Western Nebraska has a lot to offer when it comes to beautiful places and outdoor activities.
First of all, who knew that the western side of the state wasn’t flat??!!
Outdoor enthusiasts will enjoy the fresh air, rugged terrain, natural wonders, and scenic drives for their next road trip throughout the state.
I’m sharing more about the great outdoor adventures to experience in Western Nebraska.
1. Admire Views of Chimney Rock National Historic Site
9822 County Rd 75, Bayard, NE
Chimney Rock was one of the most well-known landmarks for pioneers heading west on the Oregon Trail, Mormon Trail, and California Trail.
In 1956, Chimney Rock was designated a National Historic Site by the federal government.
How Tall is Chimney Rock?
Chimney Rock measures 325 feet tip to base and its summit rises 470 feet above the North Platte River.
The spire on Chimney Rock measures 120 feet and over the past 150 years the spire has lost about 30 feet due to erosion and lightning strikes.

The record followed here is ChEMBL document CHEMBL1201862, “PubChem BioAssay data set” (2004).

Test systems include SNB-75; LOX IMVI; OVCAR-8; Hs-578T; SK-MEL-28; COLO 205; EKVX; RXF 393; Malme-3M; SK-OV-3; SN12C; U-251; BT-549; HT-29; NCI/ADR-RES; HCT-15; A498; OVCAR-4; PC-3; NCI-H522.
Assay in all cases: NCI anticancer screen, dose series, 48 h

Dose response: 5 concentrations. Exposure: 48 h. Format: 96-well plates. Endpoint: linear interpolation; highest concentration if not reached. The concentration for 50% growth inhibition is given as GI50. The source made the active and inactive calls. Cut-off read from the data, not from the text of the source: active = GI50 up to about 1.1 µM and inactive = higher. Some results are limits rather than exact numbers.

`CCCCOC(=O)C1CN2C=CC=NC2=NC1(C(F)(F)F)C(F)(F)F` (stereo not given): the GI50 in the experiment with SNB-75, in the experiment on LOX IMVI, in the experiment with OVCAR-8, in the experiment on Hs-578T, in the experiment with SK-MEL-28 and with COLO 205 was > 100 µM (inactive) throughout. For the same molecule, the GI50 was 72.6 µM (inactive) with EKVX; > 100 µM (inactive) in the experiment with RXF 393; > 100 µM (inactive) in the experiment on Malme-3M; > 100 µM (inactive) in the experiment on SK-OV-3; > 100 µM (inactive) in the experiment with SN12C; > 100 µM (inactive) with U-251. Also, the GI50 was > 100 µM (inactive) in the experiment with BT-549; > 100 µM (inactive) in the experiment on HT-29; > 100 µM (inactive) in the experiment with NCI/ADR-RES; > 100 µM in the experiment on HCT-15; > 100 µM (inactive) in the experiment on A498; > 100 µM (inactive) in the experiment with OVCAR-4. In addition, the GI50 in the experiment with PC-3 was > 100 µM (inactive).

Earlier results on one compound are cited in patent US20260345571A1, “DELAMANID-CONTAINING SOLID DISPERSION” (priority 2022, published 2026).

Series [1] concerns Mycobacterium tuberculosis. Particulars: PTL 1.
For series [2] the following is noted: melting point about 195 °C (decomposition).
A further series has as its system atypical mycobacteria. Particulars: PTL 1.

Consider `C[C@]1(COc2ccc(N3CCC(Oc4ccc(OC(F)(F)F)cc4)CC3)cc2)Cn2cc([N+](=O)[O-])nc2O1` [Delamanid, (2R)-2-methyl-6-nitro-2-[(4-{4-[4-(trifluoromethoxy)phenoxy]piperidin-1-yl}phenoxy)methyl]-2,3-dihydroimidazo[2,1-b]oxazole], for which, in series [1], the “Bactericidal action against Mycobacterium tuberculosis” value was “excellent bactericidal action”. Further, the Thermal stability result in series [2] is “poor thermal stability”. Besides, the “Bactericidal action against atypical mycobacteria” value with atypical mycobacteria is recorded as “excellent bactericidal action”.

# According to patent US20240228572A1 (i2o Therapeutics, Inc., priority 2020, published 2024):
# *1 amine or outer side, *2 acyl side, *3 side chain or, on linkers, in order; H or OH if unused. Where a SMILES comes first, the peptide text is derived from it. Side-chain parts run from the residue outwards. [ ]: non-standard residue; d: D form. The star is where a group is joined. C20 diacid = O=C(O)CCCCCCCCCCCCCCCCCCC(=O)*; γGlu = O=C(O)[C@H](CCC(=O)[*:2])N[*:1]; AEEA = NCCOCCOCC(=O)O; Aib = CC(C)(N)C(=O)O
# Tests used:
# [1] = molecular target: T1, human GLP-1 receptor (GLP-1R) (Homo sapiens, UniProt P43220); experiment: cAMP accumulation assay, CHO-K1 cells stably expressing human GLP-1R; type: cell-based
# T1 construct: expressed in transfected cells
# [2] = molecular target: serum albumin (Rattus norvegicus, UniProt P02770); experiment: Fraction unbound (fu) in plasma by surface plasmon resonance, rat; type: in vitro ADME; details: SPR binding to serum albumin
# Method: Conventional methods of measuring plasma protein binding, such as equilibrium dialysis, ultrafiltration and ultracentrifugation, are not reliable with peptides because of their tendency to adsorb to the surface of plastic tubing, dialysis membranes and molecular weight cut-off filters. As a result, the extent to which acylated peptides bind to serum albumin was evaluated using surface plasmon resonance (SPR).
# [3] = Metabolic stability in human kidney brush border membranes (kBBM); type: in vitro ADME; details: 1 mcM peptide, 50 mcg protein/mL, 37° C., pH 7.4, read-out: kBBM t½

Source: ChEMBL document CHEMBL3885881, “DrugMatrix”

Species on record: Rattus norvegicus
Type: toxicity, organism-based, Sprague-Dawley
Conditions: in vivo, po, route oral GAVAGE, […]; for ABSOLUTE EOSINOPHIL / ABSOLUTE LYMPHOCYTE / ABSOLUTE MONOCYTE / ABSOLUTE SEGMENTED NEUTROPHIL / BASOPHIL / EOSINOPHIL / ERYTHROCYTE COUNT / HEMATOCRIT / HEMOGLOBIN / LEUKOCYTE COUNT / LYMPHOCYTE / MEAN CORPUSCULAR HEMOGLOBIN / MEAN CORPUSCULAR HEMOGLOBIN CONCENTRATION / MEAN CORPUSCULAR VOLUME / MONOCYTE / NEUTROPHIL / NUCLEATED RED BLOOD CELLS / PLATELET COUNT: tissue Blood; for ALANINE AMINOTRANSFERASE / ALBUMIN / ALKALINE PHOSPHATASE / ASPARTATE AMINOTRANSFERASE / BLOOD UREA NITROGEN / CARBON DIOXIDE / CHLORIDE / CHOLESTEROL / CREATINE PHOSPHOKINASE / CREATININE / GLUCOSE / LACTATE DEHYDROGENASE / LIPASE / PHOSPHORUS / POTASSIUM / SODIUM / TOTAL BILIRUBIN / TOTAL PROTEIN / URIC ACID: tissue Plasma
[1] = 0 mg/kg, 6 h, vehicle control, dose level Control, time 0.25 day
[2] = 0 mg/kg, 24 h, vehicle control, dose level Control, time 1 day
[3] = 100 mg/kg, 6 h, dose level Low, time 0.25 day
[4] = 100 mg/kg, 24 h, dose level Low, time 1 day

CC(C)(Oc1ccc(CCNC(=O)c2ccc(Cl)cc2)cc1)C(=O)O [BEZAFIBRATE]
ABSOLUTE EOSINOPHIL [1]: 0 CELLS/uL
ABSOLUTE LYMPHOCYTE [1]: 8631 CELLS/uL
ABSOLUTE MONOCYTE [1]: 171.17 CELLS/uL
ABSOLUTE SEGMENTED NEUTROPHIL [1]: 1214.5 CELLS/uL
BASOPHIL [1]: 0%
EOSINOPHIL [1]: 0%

In 1895 the United States Geological Survey calculated the Chimney Rock elevation as 4225 feet above sea level.
What is Chimney Rock Made Of?
The formation of Chimney Rock is made primarily of Brule clay interlayered with volcanic ash and Arikaree sandstone which is susceptible to erosion.
Climbing isn’t allowed on or near the formation to help preserve its natural beauty. You wouldn’t want to get too close to Chimney Rock anyway because there are lots of rattlesnake dens on the rock.
Enjoy the Trails Near Chimney Rock
You can admire Chimney Rock from the broad path on the designated trail which also makes it easy to keep a lookout for snakes nearby.
Chimney Rock is now maintained and operated by the Nebraska State Historical Society and the walking trails are free to use.